We can gain much insight from hearing rabbinic wisdom about what it means to “hallow the name” (Kiddush Hashem) and to “profane the name” (Hillul Hashem). These two phrases are rich with significance in Jewish tradition, having been used from the first century until today.
I love Hebrew words. I can’t count the number of times that learning a definition has deepened my understanding of not just one Bible passage, but many. Recently I’ve posted a couple examples to show you what I mean. In the article “Does God Forget Sins?” I explain how the words for “remember” and “forget” […]
Biblical Hebrew includes only about 8,000 words, far fewer than the 100,000 or more we have in English. Because Hebrew has so few words, each is like an over-stuffed suitcase, bulging with extra meanings that it must carry in order for the language to fully describe reality. Unpacking each word is a delightful exercise in […]
I used to think that Jesus’ command to make disciples simply meant teaching people certain beliefs about God, helping them to accept Christ as Lord, and then educating them in doctrinal truth later on. Though all these are important, this way of defining discipleship showed that I, like many westerners, approached the gospel primarily as […]
Hebrew has a word for life-long love that is richer and deeper than English has ever conceived of—hesed (HEH-sed). Based in a covenantal relationship, hesed is a steadfast, rock-solid faithfulness that endures to eternity: “Though the mountains be shaken and the hills be removed, yet my unfailing love (hesed) for you will not be shaken” […]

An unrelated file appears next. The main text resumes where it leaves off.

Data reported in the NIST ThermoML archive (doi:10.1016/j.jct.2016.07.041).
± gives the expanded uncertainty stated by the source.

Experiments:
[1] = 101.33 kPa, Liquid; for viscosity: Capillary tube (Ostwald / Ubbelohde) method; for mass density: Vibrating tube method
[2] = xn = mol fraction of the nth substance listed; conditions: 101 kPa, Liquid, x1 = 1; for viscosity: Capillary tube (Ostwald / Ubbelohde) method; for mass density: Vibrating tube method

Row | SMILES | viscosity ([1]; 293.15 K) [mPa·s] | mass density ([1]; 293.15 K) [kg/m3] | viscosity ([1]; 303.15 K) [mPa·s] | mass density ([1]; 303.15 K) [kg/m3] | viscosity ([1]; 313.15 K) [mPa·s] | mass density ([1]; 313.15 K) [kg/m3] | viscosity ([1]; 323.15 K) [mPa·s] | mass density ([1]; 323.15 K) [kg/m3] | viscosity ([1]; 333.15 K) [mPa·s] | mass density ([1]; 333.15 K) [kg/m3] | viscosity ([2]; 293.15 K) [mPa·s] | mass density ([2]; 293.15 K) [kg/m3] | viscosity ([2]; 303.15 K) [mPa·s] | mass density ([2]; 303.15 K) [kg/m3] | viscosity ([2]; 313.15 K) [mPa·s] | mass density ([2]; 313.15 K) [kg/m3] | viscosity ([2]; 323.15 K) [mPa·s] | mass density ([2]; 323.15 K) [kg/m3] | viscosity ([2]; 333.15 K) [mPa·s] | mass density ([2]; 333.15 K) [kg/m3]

As Passover and Holy Week approach, we are reminded once again to celebrate God’s amazing acts of redemption on our behalf. First he redeemed Israel from slavery in Egypt, and Christ redeemed us from death through his atoning sacrifice for our sins. What are the implication of these holy days for the rest of the […]
The words of Genesis 1 express a profound paradox: Though we’re as insignificant as dust, we reflect the glory of God himself.
On a bus in Jerusalem, I encountered the passionate Middle Eastern attitude that colored Jesus’ parables and his attitude toward prayer.
For thousands of years, Jewish parents have taught their children the words of the Shema as soon as they could speak. Like most Christians I had never heard of it, but it to Jesus it was God’s greatest commandment.
What does it mean that Jesus lived as a Jewish rabbi who called and trained disciples? And how does learning about his teachings in their original context enable us to better live out our calling? Jesus’ first followers responded to his words with actions that astound us. They left home, family, and comfort behind to […]
No one is innocent of harming others through gossip. Is there any way to improve what comes out of our mouths?
Why does the Bible begin with the second letter of the alphabet, not the first? To show that not all knowledge is accessible to man, but some is reserved for God himself.